As an online educator, your probably are used to tracking a lot of metrics: how many sales you made, how many emails you’ve sent, what the open rate on those emails looks like, how well your learners are performing in your course, what your course completion rate is, etc. Tracking metrics is an important way for you to gauge how well your course is doing—both in terms of marketing and sales, and in teaching learners the information they came to you to learn.

However, one metric that has haunted online educators for years is that of learner burnout. One courses often struggle with completion rates, as it’s far too easy for learners to become disengaged. But burnout goes beyond lack of engagement. It indicates a learner who’s not just bored or apathetic, but actively exhausted, frustrated, and discouraged.

Burnout has many factors, some of which are beyond an educator’s reach. But educators who want to help their learners through a period of difficulty do well to keep their eyes open for early warning signs, so that they can step in and help before a learner drops their course.

If you’re worried about learner burnout, here are the top six warning signs you should look out for.

1. Learners aren’t signing in as frequently, or their progression is slowing down.

Learners are always most enthusiastic at the beginning of a course, when their reasons for signing up are front-of-mind, and when everything is new and exciting. As a course goes on, however, material typically becomes more difficult. The reality of balancing course work against their other obligations sinks in, and their active time begins to dwindle.

In LearnDash, you can set automated triggers to reach out to learners if they don’t sign in for a set number of days. Use these triggers to offer personalized help, perhaps by offering a one-on-one session or a practice quiz to re-engage their interest.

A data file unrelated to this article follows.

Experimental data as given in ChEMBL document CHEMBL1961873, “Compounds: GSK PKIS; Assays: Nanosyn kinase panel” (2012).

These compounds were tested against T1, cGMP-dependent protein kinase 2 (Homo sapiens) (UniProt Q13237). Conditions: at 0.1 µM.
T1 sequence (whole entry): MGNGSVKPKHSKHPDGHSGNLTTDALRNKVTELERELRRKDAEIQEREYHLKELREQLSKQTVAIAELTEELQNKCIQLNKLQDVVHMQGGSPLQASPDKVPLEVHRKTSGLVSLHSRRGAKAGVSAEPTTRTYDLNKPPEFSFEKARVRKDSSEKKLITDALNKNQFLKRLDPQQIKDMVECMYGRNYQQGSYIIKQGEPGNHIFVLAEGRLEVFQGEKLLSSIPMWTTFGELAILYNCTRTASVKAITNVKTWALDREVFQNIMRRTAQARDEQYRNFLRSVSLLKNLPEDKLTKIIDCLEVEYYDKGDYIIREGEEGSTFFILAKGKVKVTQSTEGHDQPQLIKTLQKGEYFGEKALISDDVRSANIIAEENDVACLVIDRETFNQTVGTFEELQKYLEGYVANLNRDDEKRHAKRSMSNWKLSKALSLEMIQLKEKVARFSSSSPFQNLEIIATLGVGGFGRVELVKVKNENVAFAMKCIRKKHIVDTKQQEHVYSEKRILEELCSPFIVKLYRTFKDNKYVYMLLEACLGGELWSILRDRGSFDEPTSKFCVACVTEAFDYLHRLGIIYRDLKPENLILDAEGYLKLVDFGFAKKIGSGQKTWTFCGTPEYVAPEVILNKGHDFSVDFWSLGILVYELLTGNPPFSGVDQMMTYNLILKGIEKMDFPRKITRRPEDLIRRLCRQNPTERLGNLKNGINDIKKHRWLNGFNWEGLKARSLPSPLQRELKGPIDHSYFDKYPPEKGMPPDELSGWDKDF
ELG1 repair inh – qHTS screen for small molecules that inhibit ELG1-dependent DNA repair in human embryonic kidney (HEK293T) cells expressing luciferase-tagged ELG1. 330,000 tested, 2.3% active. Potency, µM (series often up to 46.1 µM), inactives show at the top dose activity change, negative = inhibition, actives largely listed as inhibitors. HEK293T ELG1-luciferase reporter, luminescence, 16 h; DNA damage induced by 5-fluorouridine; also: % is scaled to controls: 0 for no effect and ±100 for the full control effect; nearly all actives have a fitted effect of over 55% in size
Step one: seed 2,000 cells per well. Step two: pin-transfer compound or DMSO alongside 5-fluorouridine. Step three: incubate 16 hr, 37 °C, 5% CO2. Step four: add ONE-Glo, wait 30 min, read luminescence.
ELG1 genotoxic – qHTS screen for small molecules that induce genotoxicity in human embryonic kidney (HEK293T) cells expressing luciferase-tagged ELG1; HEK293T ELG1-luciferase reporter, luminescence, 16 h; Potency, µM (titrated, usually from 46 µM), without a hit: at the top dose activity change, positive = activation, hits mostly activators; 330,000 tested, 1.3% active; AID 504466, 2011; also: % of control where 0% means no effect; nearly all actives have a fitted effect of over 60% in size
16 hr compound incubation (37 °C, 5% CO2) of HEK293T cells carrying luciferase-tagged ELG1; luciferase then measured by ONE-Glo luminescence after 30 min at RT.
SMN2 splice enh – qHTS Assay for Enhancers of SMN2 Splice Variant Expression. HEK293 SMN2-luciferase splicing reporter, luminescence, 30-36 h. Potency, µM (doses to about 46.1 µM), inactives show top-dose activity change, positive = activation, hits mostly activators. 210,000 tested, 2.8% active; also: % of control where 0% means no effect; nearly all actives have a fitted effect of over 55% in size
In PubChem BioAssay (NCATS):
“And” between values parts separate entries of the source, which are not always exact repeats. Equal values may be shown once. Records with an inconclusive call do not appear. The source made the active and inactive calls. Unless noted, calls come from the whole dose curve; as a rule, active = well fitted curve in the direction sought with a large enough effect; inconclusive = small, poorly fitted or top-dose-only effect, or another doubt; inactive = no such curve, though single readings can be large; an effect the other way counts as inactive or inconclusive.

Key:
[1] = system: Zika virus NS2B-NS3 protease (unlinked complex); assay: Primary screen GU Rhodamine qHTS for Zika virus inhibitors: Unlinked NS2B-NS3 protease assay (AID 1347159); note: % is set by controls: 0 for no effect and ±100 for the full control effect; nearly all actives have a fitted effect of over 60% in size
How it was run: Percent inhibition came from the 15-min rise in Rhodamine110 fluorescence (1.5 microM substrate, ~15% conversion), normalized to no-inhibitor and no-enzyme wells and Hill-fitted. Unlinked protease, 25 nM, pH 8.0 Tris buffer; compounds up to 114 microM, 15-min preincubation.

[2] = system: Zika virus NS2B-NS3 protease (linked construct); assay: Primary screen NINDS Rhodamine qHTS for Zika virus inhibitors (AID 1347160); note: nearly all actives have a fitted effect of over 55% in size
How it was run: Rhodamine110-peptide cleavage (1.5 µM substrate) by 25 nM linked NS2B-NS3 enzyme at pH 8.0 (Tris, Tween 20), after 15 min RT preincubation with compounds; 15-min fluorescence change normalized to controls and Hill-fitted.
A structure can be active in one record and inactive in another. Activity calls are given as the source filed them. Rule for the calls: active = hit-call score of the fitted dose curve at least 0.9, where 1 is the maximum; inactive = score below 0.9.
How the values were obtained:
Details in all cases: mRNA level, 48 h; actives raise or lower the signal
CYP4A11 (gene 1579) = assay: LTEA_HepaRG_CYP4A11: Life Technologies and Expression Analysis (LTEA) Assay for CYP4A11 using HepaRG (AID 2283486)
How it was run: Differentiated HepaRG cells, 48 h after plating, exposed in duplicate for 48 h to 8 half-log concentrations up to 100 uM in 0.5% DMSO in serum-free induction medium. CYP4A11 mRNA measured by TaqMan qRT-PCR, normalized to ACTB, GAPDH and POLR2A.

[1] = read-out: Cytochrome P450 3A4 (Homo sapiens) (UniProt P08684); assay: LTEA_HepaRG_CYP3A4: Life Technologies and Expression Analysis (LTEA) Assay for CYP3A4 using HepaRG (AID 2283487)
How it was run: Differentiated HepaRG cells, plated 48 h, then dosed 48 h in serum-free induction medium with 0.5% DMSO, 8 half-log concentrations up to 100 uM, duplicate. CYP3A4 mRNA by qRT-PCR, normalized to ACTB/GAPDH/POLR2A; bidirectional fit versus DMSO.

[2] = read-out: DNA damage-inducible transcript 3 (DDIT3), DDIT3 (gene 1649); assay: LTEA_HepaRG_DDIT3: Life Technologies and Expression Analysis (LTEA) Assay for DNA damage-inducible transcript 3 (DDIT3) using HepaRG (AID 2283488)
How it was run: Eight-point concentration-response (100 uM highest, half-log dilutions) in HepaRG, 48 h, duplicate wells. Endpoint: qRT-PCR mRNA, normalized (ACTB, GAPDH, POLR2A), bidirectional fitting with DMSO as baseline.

2. Learners aren’t as engaged as they used to be.

Maybe you have a learner who is deeply engaged with your course. You’ve been able to count on them to leave thoughtful comments on your lessons, and to engage with their peers in your forum. However, over the past few weeks, you’ve noticed they aren’t as active as they used to be. What’s going on?

Burnout is an obvious culprit, but responding to it in a situation such as this can be more delicate than with other situations. A learner who isn’t commenting may be busy, or may simply have less to say that week. Nevertheless, if you do reach out, it may be way to show a learner that you’ve noticed and appreciated their participation in the past. This is usually appreciated, even if the learner isn’t actually burnt out.

3. Learners are struggling with course material.

Burnout and course difficulty are related, but that relationship can run both ways. Sometimes learners begin to burn out because the material is too difficult, but just as often, the material becomes difficult because learners are burnt out. Either way, if you see that a learner is repeatedly failing a check-in quiz, or scoring lower on an assessment than they had been earlier in the course, it’s a sign they need help.